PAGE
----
The microstructure of pentacene films grown on the basal plane of graphite has been investigated. By combining various complementary techniques including scanning tunneling microscopy, atomic force microscopy, x-ray diffraction, thermal desorption spectroscopy, and x-ray absorption spectroscopy the molecular orientation, crystalline structure, and morphology of the films as well as their thermal stability have been characterized in detail as a function of the film thickness. Initial film growth leads to the formation of a commensurate monolayer consisting of flat-lying molecules while upon subsequent deposition epitaxially ordered (022)-oriented pentacene films are formed which adopt the Siegrist phase. The detailed analysis shows that this epitaxial growth of films with an essentially recumbent molecular orientation is brought about by a slight rotation of the molecules in the first layer around their long molecular axis upon deposition of overlying molecular layers. Such a structural modification is unusual and becomes possible by the rather weak adsorption energy on graphite. In contrast, a very different film structure including an upright orientation of molecules even in the first layer is found on nonperfect but rough graphite surfaces leading to the formation of (001)-oriented films which initially reveal the thin-film phase and continue to grow in the Campbell phase of pentacene.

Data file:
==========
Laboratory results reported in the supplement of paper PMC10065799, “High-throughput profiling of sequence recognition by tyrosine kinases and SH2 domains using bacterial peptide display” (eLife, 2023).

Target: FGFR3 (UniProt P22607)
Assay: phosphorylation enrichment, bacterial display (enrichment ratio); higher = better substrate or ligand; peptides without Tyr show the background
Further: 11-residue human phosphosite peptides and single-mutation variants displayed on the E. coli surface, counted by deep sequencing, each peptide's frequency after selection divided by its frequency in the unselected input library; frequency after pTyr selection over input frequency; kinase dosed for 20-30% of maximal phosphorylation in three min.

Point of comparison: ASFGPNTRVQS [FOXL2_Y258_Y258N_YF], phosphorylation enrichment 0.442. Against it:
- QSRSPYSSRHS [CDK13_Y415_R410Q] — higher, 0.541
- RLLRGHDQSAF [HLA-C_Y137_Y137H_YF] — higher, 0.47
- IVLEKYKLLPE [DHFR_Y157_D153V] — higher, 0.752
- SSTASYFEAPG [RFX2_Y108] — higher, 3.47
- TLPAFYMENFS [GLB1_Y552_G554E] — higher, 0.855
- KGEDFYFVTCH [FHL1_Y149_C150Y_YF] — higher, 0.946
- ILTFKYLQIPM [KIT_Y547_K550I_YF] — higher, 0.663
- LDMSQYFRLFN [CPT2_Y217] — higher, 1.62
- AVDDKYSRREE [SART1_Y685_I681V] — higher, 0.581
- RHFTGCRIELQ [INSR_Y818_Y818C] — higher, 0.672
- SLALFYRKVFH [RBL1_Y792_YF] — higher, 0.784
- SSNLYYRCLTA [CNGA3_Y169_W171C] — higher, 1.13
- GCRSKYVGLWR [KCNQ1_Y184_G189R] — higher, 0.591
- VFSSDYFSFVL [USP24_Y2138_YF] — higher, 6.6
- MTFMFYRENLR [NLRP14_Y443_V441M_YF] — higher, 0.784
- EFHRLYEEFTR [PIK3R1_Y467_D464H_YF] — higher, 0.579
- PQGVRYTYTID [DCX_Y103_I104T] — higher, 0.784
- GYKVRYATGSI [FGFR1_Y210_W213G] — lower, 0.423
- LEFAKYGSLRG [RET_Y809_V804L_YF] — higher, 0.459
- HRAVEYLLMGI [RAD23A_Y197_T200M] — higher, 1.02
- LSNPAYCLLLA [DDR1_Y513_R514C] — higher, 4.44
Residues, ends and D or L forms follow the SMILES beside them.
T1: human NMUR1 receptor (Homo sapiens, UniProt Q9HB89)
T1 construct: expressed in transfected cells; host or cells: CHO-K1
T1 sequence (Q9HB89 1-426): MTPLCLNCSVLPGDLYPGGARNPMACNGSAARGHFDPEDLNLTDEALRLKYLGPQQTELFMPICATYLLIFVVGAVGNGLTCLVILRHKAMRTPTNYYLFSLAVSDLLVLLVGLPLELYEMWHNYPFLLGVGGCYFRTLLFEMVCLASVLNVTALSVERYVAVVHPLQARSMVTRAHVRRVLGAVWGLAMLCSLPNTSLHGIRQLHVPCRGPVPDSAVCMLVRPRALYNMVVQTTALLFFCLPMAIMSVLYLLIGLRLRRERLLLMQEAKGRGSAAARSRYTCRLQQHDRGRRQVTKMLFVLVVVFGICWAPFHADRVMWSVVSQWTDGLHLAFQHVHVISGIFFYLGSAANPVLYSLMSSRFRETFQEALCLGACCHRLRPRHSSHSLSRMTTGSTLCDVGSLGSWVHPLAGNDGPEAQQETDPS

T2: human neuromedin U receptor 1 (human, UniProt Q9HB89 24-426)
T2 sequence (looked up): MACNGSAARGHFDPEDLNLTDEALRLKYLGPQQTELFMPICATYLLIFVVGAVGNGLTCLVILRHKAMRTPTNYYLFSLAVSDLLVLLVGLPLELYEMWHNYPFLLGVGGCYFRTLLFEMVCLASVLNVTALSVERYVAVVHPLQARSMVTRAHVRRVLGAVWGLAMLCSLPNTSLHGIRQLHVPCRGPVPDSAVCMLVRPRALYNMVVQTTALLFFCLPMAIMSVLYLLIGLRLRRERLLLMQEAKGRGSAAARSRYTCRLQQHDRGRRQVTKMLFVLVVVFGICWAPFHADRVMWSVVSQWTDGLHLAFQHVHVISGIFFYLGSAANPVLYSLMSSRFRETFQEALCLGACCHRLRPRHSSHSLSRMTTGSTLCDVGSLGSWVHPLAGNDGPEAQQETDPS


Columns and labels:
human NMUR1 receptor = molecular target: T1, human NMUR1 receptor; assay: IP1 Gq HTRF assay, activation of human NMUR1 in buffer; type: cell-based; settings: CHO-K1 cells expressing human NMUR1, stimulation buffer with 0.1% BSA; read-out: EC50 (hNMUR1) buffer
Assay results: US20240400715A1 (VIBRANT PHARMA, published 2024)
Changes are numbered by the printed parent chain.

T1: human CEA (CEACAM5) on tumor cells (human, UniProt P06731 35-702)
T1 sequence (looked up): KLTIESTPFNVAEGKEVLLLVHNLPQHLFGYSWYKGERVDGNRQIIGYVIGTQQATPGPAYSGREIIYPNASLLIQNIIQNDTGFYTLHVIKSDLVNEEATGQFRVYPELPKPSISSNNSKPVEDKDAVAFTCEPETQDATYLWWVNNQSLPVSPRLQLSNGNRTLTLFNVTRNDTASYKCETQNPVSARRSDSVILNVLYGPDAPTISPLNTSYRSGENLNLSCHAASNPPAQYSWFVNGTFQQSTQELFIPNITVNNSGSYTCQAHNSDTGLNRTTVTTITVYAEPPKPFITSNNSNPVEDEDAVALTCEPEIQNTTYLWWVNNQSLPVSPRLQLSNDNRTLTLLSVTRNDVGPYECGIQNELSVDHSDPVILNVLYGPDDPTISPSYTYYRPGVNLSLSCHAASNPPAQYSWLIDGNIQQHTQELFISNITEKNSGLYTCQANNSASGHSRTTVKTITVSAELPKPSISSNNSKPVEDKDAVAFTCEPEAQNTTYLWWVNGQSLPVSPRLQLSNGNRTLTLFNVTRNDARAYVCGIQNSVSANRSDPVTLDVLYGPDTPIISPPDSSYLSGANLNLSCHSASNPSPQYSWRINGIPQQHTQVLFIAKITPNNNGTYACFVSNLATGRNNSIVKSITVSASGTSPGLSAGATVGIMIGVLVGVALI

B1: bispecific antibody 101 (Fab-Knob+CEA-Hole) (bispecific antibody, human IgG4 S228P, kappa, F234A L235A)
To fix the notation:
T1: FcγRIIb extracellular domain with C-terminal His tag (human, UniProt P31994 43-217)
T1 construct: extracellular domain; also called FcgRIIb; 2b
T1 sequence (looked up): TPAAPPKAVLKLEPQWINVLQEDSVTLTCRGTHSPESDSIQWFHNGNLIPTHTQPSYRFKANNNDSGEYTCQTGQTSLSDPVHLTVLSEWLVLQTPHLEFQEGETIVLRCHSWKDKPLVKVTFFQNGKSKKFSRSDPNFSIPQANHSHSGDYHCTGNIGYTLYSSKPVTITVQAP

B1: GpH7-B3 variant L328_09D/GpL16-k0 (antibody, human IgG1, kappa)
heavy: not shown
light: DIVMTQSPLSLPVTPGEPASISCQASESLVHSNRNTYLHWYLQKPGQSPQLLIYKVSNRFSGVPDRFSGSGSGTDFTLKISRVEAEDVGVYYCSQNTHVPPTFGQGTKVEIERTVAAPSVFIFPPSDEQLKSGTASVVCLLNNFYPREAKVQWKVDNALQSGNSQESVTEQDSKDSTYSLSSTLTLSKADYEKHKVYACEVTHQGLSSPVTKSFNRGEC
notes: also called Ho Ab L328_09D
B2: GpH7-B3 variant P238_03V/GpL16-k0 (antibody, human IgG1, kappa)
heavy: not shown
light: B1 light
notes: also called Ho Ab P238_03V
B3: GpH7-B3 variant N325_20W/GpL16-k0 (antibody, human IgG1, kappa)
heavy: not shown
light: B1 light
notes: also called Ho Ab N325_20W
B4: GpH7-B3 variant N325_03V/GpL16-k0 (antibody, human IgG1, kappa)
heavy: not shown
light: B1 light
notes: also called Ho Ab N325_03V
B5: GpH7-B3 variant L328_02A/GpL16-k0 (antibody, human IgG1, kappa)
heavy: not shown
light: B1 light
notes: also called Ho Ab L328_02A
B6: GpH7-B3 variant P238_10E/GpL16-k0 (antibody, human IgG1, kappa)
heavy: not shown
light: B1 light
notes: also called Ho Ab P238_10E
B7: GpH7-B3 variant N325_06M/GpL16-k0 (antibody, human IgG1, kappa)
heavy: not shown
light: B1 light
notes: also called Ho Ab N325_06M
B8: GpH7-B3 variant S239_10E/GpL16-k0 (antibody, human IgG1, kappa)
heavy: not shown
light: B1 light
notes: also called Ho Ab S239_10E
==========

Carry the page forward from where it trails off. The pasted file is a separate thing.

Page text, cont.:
• CRYS. GROW. DES.: "Rubrene Microcrystals: A Route to Investigate Surface Morphology and Bulk Anisotropies of Organic Semiconductors"

    M. El Helou, O. Medenbach, G. Witte
    Crystal Growth & Design 10 (8), 3496-3501 (2010), DOI: 10.1021/cg1003758

    Rubrene single crystals were grown by deposition near thermal equilibrium conditions which yields distinct microcrystals with sizes up to 100 μm. Such crystallites are rather spherical and exhibit various low index surfaces which enable detailed surface studies as well as directional-dependent bulk measurements. The analysis of the crystal habit reveals characteristic geometries for the confining surfaces which offer an unambiguous identification of their orientation. Atomic force microscopy (AFM) measurements demonstrate that the surfaces of the crystallites are ultraflat with a very low density of defects which is accompanied by a pronounced stability against oxidation at ambient conditions as inferred from laser desorption ionization time-of-flight mass spectroscopy (LDI-TOF MS). To exemplify the ability of such crystals to investigate bulk anisotropies, the refractive index tensor of rubrene was precisely determined at a wavelength of λ=589 nm by employing the Becke line method.